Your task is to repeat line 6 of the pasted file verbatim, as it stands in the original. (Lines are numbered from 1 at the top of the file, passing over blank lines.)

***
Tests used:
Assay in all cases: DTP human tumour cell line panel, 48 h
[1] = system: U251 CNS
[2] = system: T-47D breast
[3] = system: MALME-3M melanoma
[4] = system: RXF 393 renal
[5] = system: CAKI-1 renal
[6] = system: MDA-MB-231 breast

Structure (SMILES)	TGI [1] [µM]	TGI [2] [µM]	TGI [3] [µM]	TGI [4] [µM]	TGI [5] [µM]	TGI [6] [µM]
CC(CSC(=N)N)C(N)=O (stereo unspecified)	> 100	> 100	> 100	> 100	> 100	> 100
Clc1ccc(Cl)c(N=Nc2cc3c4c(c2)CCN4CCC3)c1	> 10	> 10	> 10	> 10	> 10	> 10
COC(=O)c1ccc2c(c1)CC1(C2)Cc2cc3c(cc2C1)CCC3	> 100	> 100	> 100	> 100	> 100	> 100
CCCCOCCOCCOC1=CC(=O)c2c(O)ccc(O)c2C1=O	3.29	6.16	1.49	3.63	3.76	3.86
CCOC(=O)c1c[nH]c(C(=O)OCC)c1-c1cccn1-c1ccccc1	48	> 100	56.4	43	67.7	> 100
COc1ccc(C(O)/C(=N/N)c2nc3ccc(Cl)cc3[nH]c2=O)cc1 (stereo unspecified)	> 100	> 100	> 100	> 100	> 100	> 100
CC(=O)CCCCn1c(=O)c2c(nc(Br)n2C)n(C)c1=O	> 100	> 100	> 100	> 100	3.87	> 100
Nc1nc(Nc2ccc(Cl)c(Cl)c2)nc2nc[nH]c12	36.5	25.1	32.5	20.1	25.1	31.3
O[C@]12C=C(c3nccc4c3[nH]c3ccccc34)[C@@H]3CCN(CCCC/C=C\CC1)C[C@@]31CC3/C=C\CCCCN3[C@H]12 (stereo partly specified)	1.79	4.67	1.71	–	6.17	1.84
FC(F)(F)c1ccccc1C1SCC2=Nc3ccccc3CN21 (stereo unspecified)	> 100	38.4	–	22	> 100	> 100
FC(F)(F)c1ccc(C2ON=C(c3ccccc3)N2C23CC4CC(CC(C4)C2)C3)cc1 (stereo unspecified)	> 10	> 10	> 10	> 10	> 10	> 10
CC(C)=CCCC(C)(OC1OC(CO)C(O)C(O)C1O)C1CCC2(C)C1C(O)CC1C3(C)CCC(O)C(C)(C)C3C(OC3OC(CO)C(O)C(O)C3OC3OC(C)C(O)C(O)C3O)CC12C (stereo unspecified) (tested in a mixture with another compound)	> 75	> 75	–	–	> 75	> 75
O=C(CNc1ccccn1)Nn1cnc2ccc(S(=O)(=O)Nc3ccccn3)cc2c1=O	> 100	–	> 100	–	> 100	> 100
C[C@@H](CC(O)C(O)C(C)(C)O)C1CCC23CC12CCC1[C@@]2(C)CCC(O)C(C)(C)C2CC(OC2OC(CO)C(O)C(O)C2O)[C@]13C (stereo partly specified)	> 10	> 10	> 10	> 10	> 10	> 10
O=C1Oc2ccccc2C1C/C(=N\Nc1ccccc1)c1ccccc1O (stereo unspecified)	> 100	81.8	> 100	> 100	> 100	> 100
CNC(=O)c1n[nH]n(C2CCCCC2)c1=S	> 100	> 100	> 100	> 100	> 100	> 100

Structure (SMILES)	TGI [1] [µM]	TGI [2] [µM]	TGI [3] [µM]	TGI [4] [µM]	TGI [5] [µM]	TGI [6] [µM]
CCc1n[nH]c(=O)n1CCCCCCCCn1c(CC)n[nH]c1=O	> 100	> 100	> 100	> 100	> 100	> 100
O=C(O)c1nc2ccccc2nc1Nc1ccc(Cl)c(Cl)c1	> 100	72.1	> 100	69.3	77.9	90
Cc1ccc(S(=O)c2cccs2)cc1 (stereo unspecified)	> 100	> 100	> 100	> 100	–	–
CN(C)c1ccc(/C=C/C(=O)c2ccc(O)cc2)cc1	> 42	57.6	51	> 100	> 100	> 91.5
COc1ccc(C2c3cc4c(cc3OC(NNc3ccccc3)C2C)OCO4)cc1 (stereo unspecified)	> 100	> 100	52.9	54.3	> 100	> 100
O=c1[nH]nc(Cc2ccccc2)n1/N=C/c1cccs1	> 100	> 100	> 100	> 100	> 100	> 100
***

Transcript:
[4] = system: RXF 393 renal